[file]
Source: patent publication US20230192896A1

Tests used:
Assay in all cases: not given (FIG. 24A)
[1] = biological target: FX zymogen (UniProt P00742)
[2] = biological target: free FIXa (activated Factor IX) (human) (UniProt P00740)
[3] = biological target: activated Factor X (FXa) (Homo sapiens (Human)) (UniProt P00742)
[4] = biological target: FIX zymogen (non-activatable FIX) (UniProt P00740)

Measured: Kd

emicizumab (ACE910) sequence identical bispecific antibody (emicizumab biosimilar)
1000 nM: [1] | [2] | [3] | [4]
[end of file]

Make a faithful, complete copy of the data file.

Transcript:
Source: patent publication US20230192896A1

Tests used:
Assay in all cases: not given (FIG. 24A)
[1] = biological target: FX zymogen (UniProt P00742)
[2] = biological target: free FIXa (activated Factor IX) (human) (UniProt P00740)
[3] = biological target: activated Factor X (FXa) (Homo sapiens (Human)) (UniProt P00742)
[4] = biological target: FIX zymogen (non-activatable FIX) (UniProt P00740)

Measured: Kd

emicizumab (ACE910) sequence identical bispecific antibody (emicizumab biosimilar)
1000 nM: [1] | [2] | [3] | [4]